About those NYPD "get out of jail free" cards
Justice is supposed to be blind, with the laws of the land applying equally, without favor, to all citizens. It's not a difficult concept to understand, and it is a bedrock ideal of the American system. Which made this story out of New York City about "get out of jail free" cards issued to police by their union to hand out to friends and family so very disturbing:
Patrolmen’s Benevolent Association boss Pat Lynch slashed the maximum number of cards that could be issued to current cops from 30 to 20, and to retirees from 20 to 10, sources told The Post.
The cards are often used to wiggle out of minor trouble such as speeding tickets, the theory being that presenting one suggests you know someone in the NYPD.
The rank and file is livid.
“They are treating active members like s–t, and retired members even worse than s–t,” griped an NYPD cop who retired on disability. “All the cops I spoke to were . . . very disappointed they couldn’t hand them out as Christmas gifts.”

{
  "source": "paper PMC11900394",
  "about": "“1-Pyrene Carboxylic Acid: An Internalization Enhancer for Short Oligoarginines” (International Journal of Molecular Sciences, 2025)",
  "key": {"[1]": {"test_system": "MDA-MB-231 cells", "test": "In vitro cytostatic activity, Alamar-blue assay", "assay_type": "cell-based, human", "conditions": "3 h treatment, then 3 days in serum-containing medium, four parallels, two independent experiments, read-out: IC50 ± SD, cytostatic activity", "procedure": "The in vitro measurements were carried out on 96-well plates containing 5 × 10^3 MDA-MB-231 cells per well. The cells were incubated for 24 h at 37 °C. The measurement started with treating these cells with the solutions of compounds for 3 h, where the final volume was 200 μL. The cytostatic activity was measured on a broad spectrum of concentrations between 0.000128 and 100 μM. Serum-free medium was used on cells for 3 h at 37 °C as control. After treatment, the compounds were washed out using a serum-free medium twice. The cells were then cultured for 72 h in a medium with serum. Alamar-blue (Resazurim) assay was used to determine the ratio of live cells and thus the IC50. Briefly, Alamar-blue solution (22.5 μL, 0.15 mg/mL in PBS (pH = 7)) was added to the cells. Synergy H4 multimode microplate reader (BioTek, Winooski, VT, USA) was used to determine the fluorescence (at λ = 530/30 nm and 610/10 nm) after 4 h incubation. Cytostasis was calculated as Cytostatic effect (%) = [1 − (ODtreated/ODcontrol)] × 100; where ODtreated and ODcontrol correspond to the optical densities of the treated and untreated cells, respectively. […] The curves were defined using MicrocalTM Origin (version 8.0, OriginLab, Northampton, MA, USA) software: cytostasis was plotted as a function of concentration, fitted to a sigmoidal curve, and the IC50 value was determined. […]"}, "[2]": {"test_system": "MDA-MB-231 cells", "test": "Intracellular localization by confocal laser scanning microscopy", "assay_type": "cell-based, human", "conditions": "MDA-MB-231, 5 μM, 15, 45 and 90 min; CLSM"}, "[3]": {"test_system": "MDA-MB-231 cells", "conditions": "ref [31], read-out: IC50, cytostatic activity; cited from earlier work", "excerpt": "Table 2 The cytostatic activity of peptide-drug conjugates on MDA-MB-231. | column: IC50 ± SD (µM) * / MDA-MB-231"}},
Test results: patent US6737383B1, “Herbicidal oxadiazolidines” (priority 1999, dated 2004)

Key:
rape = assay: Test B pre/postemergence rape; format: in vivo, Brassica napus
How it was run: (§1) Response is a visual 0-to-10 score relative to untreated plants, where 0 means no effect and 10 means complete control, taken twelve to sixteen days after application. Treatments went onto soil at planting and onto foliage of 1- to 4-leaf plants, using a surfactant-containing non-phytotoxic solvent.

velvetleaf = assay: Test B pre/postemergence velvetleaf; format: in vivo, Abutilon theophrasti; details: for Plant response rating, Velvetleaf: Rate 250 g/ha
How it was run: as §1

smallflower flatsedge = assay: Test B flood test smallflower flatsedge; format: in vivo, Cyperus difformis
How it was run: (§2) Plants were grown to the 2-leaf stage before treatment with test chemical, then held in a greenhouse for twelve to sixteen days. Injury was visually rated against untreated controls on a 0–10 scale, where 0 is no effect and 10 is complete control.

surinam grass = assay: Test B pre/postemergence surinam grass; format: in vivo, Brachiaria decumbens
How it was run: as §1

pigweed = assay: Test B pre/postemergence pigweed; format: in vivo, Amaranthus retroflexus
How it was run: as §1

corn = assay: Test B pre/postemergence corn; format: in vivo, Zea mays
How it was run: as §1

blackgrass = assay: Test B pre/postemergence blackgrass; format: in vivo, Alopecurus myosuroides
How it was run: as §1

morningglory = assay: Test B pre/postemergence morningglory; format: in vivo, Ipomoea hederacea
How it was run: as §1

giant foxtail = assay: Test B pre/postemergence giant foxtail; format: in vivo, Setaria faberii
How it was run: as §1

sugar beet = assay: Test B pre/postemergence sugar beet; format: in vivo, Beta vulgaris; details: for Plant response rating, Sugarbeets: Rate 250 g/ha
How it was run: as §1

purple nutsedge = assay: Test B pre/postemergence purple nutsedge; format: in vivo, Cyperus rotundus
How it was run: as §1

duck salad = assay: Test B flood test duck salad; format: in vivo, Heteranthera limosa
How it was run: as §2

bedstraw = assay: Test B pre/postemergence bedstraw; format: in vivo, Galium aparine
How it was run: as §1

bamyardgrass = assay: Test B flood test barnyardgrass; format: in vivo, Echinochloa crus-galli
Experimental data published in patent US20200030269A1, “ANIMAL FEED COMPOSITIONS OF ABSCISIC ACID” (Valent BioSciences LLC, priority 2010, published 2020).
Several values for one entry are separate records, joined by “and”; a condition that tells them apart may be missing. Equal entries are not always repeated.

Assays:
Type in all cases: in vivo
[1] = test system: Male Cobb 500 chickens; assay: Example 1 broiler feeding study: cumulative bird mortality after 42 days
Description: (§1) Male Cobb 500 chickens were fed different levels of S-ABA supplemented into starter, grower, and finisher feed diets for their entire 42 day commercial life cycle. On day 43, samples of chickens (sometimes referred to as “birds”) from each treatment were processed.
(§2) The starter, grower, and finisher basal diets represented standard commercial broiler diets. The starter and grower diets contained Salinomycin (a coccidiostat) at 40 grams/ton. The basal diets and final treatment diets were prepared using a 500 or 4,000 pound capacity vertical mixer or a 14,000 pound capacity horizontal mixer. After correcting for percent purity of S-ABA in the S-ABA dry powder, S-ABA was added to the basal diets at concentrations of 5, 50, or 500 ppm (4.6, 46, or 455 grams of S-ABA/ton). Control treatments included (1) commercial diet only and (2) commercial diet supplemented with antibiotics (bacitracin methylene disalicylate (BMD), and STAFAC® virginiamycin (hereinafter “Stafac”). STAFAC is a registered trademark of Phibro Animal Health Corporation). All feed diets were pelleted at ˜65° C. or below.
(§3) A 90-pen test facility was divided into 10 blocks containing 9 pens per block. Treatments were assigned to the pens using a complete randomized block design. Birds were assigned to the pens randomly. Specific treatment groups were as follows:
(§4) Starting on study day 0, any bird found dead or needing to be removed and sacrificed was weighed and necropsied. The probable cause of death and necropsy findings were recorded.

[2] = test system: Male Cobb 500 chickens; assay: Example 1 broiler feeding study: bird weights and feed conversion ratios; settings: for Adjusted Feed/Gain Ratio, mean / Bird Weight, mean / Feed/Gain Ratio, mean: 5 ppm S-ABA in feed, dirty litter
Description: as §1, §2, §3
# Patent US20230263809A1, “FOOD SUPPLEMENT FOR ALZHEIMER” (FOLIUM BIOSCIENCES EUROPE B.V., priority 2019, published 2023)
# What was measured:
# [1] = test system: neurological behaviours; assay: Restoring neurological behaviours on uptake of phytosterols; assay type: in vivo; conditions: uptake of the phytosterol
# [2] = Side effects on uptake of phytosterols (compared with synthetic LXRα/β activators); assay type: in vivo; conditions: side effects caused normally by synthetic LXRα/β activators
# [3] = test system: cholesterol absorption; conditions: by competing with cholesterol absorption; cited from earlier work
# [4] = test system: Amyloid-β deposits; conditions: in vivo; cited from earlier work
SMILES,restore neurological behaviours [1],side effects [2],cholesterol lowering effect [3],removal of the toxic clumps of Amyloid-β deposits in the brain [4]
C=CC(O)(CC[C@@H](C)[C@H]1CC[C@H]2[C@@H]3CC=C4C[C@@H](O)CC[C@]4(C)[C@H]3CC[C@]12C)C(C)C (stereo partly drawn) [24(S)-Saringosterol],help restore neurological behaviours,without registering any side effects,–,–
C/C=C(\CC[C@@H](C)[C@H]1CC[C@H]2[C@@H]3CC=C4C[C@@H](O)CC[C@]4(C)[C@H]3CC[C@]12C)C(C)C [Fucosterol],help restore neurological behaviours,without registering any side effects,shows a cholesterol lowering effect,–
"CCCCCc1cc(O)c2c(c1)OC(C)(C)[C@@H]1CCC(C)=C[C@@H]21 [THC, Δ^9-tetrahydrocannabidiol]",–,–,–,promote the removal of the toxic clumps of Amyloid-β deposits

A source said Lynch ordered the cutback to stop the sale of the cards, which were being hawked on eBay last week for as much as $200.
Christmas gifts...or quick bucks on eBay. That's not law enforcement, and it's certainly not equal justice. It is corruption, and a particularly insidious, version of it, too. As Cato's Julian Sanchez writes:
Police departments that want to demonstrate they’re serious about the principle of equality under the law shouldn’t be debating how many of these cards an average cop gets to hand out; they should be scrapping them entirely.
Indeed they should, and the sooner the better.